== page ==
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WVU coach Holgorsen targets offensive line

MORGANTOWN, W.VA. — West Virginia coach Dana Holgorsen didn't dance around the offensive line's performance in last weekend's narrow win at Cincinnati.

"None of them played good enough to win," he said. "We'll leave it at that."

During this week's bye, the West Virginia offensive line needs to improve after some shaky performances in the past few games, Holgorsen said. The coaches are challenging the linemen to play better, but the unit's taking it a step further.

"We're challenging ourselves," senior right guard Tyler Rader said. "All of us were sick of the way we played. It was awful. We can't let that happen."

The problems began against Syracuse on Oct. 21, when the offensive line allowed four sacks against a number of exotic blitz packages. Cincinnati didn't blitz much Saturday, but West Virginia still allowed a season-high five sacks.

The offensive line allowed just five sacks in five nonconference games, including none against current-No. 1 LSU. But since starting Big East play, the Mountaineers have given up 16 sacks in five conference games.

The Cincinnati game might have been the line's worst performance. Holgorsen said the Mountaineers had opportunities to run but were limited to a season-low 32 yards on 32 carries.

The running backs combined for 24 carries and 46 yards — just 1.9 yards per rush. Junior running back Shawne Alston doesn't like to single out his offensive line but admitted there's been frustration for the country's 97th-ranked rushing attack.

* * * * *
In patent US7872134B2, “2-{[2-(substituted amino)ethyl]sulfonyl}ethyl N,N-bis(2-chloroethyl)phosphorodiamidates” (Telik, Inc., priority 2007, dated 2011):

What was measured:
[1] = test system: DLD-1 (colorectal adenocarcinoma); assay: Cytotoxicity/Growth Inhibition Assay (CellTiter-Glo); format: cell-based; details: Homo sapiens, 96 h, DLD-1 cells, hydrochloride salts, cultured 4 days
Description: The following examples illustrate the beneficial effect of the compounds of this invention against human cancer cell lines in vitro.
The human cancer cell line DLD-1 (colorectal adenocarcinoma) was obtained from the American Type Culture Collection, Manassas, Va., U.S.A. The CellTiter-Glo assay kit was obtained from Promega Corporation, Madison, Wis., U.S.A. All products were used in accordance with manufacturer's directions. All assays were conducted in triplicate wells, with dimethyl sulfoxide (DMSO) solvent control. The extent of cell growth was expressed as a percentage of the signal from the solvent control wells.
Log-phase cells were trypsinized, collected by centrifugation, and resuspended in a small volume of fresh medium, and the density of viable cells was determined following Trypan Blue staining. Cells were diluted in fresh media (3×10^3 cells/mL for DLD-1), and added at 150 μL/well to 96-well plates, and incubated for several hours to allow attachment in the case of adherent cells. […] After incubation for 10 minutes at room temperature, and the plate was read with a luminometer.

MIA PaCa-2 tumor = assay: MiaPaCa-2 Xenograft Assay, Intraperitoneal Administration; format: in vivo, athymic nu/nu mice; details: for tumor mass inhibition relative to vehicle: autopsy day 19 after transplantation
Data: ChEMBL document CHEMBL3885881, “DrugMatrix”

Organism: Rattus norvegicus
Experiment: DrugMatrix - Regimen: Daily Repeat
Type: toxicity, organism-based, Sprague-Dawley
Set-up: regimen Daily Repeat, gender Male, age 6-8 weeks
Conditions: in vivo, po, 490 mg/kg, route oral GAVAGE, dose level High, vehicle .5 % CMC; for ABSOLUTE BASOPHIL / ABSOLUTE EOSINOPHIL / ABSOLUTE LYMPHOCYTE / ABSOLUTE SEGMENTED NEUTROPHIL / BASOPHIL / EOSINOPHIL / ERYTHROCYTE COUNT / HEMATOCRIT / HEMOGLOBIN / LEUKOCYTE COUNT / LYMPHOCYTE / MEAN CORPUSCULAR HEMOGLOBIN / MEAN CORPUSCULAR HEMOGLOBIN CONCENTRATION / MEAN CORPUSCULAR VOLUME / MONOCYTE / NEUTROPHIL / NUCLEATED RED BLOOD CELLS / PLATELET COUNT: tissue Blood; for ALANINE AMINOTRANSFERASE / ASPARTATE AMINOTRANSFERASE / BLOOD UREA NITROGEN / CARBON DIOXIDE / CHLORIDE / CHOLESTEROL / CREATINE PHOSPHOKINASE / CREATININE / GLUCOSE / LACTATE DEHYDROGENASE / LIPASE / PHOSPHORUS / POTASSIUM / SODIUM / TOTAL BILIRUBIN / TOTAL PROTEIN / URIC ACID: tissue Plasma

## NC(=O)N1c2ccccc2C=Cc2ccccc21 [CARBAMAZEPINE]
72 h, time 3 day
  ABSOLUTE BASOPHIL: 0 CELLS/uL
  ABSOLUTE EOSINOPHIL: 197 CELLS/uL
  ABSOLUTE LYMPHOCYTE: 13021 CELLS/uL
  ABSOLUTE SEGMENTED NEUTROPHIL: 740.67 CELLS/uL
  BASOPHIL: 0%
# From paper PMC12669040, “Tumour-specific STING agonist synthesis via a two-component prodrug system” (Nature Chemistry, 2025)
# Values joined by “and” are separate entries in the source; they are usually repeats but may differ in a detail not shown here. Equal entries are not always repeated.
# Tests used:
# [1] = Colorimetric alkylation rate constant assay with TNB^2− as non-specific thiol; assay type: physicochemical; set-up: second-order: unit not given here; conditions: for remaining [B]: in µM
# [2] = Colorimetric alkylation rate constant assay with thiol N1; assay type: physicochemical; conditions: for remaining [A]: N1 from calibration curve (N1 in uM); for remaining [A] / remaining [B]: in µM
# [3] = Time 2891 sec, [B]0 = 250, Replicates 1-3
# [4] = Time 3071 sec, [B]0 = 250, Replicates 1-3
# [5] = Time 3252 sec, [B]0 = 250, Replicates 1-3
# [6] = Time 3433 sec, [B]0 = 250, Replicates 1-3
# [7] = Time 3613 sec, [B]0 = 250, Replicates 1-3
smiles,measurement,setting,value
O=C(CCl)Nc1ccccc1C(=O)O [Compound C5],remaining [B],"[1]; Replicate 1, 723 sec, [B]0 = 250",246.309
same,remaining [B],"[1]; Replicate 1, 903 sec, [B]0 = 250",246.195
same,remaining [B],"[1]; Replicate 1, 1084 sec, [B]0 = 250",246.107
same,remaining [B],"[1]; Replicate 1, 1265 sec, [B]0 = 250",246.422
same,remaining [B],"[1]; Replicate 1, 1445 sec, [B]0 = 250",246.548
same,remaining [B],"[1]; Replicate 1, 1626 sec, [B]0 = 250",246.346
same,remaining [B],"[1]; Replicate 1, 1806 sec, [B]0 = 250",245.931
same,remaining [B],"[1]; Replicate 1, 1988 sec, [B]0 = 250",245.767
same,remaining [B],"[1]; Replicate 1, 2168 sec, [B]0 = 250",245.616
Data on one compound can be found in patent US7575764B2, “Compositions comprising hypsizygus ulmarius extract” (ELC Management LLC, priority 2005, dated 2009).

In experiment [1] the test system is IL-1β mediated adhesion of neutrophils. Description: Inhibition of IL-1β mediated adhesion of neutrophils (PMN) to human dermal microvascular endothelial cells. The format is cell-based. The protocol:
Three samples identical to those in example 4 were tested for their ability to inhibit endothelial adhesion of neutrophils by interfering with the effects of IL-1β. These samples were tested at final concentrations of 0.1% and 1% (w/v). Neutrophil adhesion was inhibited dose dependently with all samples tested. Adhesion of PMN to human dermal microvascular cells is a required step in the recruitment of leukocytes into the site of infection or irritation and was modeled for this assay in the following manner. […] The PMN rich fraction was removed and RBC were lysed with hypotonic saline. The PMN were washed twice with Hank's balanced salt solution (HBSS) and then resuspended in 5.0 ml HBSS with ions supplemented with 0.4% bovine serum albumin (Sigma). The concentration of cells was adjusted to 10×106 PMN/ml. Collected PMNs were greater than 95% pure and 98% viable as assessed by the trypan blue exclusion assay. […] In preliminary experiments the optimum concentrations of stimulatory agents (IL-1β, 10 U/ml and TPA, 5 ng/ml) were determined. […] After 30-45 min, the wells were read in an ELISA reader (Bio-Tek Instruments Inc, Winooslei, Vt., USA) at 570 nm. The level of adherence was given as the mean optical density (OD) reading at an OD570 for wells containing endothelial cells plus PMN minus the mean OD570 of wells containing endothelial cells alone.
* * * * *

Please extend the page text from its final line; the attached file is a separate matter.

"There's a lot of frustration," Alston said, "being whether it's offensive line problems, running back problems or just being that we played a good defense."

The offensive line committed five of the West Virginia's season-high 14 penalties against Cincinnati, and another holding call was declined.

"I don't make excuses," said Rader, who was guilty of a false start against Cincinnati. "I really don't know what it is. If we knew, we'd be able to fix it."

West Virginia at least has had consistency up front. It's one of three Big East teams that has employed the same offensive line in every game this season

It hasn't mattered lately, as the unit struggles to effectively run block and win one-on-one battles in pass protection.

"Have we called them out• Yes, we're challenging them," Holgorsen said. "We want them to get better. We're going to work hard with them and get them healed up."

A bye week couldn't come at a better time. The line will use the time off to get refocused and improve in time for the Backyard Brawl against Pitt on Nov. 25.

"We have to improve, no question. Up front is where it has to start," Rader said. "I think we've been playing the worst that we've played all year in the last couple games, and that can't happen."

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